With 40 books, 2 encyclopaedias and 16 cartoon books, Cousteau team has published books each year since 1946, date of the first one.

Captain Cousteau dedicated a large part of his life to informing the public about the dangers that human beings pose to Nature. From the beginning of his adventures, he understood that communication is the key to protecting the environment. To him, a well-informed public can save the planet. That is why the slogan of Cousteau Society is " To know, to love, to protect."  The main goal of the Cousteau organizations is to preserve the planet for future generations by making the men and women of today more aware. The written word is a big part of this task; it touches fewer people than television but more deeply.

There have been fifty books published by Cousteau, and two encyclopaedias, the twenty-volume The Ocean World of Jacques Cousteau and the 26-volume Planet Ocean, in Europe and, in addition, 16 cartoon books recounting the adventures of the Cousteau teams and a series of books for young people. These books have been published in 12 languages. In the US, The Cousteau Society publishes a magazine for young people, Cousteau Kids, as well as the membership publication Calypso Log. Many of the Captain's films have also been transformed into books.

The first book by Captain Cousteau, Par 18 mètres de fond (10 Fathoms Down), was published in 1946 after the short film of the same name. Thereafter, books came out nearly every year. His last book, L'Homme, la pieuvre et l'orchidée (The Human, The Orchid and The Octopus), was released in France just after his death in 1997, and now available for the first time in the USA (Buy the book at Amazon or at Barnes & Noble

About the The Human, The Orchid and The Octopus

«Cousteau consecrated his life to teaching the world about marvels that are at once exotic to us and yet ordinary in the abyss of the ocean. Through his lyrical writings and his films that took your breath away, he placed the underwater world at the door of an audience as extensive as the oceans themselves. I always learned with him.» AL GORE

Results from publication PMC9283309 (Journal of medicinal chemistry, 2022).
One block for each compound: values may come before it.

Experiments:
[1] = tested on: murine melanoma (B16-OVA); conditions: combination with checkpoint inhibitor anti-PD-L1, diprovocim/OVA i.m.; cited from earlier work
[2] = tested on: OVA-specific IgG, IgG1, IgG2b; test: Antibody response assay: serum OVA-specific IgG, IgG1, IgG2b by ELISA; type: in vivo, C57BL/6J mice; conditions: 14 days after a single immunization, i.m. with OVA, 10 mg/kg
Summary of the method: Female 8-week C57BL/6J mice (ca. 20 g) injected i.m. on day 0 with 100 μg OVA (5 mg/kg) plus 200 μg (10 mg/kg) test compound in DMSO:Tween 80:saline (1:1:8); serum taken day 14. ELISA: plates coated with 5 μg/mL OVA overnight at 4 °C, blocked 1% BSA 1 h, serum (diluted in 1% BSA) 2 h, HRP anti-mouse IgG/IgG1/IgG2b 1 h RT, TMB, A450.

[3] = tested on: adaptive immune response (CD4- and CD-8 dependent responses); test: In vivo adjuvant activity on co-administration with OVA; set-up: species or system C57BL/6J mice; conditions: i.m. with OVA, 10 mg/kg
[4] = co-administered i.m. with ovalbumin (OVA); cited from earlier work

«As this rich new book reminds us, Cousteau was utterly trustworthy, a figure, like Rachel Carson, moved by no desire deeper than to appreciate the world around, to share that love, and thus to protect it. He was the quintessential explorer...Cousteau divided his career between two tasks, equally necessary: getting people to marvel at the beauty of the oceans, and then pointing out how we were destroying them. It was as if the earliest explorer of the North American continent was simultaneously cataloguing its vast buffalo herds and watching them die...No explorer has ever been faced with quite such a dilemma, and Cousteau handled it superbly.» BILL MC KIBBEN, author of Deep Economy and The End of Nature, from the foreword.

«Cousteau´s reverence for life´s miracles—embodied by the evolutionary wonders of the human, the orchid and the octopus - shines through in this eloquent testimony on the importance of pursuing higher ideals, particularly the preservation of the oceans and the natural world for future generations.» Publishers Weekly

«Fresh and stinging...Indelible descriptions of the glory of the undersea world are matched by prescient observations and arresting analysis...[An] electrifying, many-faceted masterwork.» Booklist

«Eloquent and at times almost poetical...This worthwhile look back at the French scientist who taught us to love scuba diving and the ocean raises questions still highly relevant ten years later.» Library Journal

The Captain's books about marine animals present accurate observations of animals in their own element, animals that were often poorly known, even misunderstood by the public. Along with the science (renowned experts usually went along on the voyages), readers enjoyed the humour and liveliness of the Captain's and his companions' accounts. The books are interesting to all ages. They hold a thousand and one tales about the behaviours of the animals being observed. The books also include superb colour photos because, as the Captain said, " People protect what they love ".